I may sound crazy, but I literally had a lady stop in one month ago to warn me that we were leaking some sort of green liquid across the sidewalk. She was going to call the city to warn them about something dangerous. Of course it was in front of the neighbor, not us, and it was simply algae growing on the sidewalk from a sprinkler system leak. She thought it was nuclear waste because we have shiny stainless tanks inside that she could see from the window and she had never heard of us. Seriously, lol.

    I have used a fluorescent blue dye that worked super well. I choose to use no dye currently, simply because it is noticeable on the floor if it leaks. I have a habit of feeling condensate or puddles off the floor to check for caustic, acid, or glycol, so I haven't found the lack of dye problematic. I just mark my chiller reservoir and monitor that as well. Not too worried about leaking into the beer since I religiously measure gravity and chech the chiller reservoir. After all, it is food grade, and therefore if a tiny bit leaks into the beer it may not be a deal breaker depending on your personal standards. If its neon green, you could market it that way!
    Last edited by UnFermentable; 11-21-2019, 07:48 PM.

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  • Starcat
    replied
    Negative Ghostryder

    Originally posted by Ted Briggs View Post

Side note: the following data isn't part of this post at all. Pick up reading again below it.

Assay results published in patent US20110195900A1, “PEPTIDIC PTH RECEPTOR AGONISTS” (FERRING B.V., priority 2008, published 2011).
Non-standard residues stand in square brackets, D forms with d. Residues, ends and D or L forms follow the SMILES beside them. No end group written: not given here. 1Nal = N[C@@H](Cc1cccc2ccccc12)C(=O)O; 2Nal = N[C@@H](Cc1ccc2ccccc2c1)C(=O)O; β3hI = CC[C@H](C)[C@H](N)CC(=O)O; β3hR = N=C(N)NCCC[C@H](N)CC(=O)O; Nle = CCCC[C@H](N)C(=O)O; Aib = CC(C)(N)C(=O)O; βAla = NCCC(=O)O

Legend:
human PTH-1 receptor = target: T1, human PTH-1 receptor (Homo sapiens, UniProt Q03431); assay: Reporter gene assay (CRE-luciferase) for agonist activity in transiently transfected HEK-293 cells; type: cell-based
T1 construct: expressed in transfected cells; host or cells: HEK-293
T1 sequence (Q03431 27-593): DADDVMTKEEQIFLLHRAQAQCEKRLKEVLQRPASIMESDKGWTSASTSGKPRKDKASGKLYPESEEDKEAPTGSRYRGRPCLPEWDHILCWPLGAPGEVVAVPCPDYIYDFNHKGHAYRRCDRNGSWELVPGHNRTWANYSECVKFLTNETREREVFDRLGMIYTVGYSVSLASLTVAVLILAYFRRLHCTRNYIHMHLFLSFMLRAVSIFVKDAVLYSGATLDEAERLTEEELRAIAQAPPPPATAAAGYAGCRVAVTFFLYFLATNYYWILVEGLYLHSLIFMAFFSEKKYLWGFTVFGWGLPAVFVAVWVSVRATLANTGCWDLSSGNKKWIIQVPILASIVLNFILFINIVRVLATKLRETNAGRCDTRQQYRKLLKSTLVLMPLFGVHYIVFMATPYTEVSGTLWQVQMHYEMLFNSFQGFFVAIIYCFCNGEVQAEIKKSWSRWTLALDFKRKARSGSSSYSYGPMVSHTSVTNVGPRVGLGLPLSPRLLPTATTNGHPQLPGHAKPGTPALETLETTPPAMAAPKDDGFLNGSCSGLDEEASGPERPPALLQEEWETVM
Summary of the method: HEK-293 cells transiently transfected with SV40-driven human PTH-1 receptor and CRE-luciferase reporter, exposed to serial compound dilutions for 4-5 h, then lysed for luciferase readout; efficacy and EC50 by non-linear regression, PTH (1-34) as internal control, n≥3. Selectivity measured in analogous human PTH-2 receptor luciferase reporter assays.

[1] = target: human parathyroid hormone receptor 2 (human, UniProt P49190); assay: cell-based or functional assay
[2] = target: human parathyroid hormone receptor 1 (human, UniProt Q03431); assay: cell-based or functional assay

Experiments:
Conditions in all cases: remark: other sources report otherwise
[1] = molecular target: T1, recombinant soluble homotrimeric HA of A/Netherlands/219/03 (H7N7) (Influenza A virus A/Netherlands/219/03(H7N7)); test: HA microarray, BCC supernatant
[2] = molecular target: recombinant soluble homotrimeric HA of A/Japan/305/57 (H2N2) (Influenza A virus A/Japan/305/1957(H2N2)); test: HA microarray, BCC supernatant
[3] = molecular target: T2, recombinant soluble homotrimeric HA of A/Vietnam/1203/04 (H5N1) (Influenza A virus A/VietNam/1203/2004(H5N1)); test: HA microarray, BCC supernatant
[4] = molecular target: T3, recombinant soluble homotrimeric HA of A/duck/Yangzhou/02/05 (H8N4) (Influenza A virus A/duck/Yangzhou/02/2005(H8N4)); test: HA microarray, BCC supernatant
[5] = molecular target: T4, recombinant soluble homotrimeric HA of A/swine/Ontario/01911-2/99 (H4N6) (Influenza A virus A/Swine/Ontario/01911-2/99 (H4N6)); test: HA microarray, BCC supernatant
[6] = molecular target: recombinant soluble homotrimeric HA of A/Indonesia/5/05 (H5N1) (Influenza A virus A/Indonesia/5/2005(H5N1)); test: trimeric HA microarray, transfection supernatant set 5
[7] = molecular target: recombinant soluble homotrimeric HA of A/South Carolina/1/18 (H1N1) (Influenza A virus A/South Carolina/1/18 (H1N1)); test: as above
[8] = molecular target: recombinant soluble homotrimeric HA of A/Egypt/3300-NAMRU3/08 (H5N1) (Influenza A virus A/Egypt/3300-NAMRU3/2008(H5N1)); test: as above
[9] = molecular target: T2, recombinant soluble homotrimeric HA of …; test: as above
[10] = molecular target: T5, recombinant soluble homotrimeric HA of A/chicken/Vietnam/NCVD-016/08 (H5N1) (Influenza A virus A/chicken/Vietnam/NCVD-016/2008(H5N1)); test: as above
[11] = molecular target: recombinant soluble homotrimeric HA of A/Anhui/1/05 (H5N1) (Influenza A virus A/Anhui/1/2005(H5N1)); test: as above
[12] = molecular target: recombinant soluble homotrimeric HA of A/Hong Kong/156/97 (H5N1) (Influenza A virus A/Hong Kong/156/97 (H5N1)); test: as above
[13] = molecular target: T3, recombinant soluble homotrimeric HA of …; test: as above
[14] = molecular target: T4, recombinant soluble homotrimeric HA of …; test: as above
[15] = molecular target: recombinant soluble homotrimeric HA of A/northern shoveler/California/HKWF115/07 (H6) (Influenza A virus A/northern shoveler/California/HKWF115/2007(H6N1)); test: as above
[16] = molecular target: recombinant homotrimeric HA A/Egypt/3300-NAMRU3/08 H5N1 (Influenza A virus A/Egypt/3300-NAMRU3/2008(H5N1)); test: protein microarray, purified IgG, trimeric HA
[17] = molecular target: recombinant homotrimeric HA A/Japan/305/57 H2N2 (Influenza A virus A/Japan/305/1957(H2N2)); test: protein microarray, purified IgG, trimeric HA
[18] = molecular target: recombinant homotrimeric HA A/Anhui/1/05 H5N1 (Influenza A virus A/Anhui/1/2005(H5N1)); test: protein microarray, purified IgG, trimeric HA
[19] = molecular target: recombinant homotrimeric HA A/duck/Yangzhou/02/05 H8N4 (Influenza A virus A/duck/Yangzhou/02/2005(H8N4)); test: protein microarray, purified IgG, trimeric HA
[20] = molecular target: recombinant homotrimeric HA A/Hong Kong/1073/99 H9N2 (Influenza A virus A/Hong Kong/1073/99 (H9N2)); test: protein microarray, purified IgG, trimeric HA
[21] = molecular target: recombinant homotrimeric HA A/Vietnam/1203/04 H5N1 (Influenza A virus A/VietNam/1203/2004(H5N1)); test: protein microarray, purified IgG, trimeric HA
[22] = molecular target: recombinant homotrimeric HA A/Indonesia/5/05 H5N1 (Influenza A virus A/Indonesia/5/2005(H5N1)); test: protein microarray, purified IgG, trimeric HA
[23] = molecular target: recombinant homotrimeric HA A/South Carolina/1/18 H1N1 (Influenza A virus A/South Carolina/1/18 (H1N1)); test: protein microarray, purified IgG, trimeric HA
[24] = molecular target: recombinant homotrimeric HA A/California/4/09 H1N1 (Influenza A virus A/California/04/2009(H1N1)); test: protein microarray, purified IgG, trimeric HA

This tells me It might not be glycol - could be ice melt or condensation. Dye your glycol but DONT "make it look like auto refrigerant", If I saw that id assume it was not food grade and would have to be dumped and replaced. Red or Blue is a better color, and food coloring works fine.

    The Dye used for PPG should be Flourescent Green and look just like automtive fluid, because its the easiest to see in low lighting levels often found a the dark corners of breweries. This is especially the case on grey epoxy floors.You'll simply be able to spot it quicker. This is what is used in Industry and its time tested and effective. if you feel like someone is sneaking in and spiking your system with EG, then better call out the glycol police.

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  • brewmaster 2011
    replied
    Originally posted by Ted Briggs View Post
    This tells me It might not be glycol - could be ice melt or condensation. Dye your glycol but DONT "make it look like auto refrigerant", If I saw that id assume it was not food grade and would have to be dumped and replaced. Red or Blue is a better color, and food coloring works fine.